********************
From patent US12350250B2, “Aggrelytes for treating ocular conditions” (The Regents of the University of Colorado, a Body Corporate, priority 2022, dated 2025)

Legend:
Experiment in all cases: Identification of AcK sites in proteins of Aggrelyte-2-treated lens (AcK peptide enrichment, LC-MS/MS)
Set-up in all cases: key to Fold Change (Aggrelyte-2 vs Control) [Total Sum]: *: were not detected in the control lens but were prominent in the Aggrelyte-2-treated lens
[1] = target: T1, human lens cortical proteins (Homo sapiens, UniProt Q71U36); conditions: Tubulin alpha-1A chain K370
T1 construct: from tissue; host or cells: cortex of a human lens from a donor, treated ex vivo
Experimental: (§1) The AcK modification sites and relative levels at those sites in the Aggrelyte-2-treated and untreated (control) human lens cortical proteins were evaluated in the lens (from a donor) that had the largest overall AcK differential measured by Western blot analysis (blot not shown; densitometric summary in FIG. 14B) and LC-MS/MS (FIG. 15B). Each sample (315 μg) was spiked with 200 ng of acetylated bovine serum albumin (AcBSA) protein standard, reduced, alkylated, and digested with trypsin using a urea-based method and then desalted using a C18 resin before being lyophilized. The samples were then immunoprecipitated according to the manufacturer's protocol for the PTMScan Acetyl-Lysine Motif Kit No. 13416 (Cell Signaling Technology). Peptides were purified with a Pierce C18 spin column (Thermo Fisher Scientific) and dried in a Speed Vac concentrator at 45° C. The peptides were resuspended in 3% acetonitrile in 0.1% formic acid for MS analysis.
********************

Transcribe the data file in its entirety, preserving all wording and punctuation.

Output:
From patent US12350250B2, “Aggrelytes for treating ocular conditions” (The Regents of the University of Colorado, a Body Corporate, priority 2022, dated 2025)

Legend:
Experiment in all cases: Identification of AcK sites in proteins of Aggrelyte-2-treated lens (AcK peptide enrichment, LC-MS/MS)
Set-up in all cases: key to Fold Change (Aggrelyte-2 vs Control) [Total Sum]: *: were not detected in the control lens but were prominent in the Aggrelyte-2-treated lens
[1] = target: T1, human lens cortical proteins (Homo sapiens, UniProt Q71U36); conditions: Tubulin alpha-1A chain K370
T1 construct: from tissue; host or cells: cortex of a human lens from a donor, treated ex vivo
Experimental: (§1) The AcK modification sites and relative levels at those sites in the Aggrelyte-2-treated and untreated (control) human lens cortical proteins were evaluated in the lens (from a donor) that had the largest overall AcK differential measured by Western blot analysis (blot not shown; densitometric summary in FIG. 14B) and LC-MS/MS (FIG. 15B). Each sample (315 μg) was spiked with 200 ng of acetylated bovine serum albumin (AcBSA) protein standard, reduced, alkylated, and digested with trypsin using a urea-based method and then desalted using a C18 resin before being lyophilized. The samples were then immunoprecipitated according to the manufacturer's protocol for the PTMScan Acetyl-Lysine Motif Kit No. 13416 (Cell Signaling Technology). Peptides were purified with a Pierce C18 spin column (Thermo Fisher Scientific) and dried in a Speed Vac concentrator at 45° C. The peptides were resuspended in 3% acetonitrile in 0.1% formic acid for MS analysis.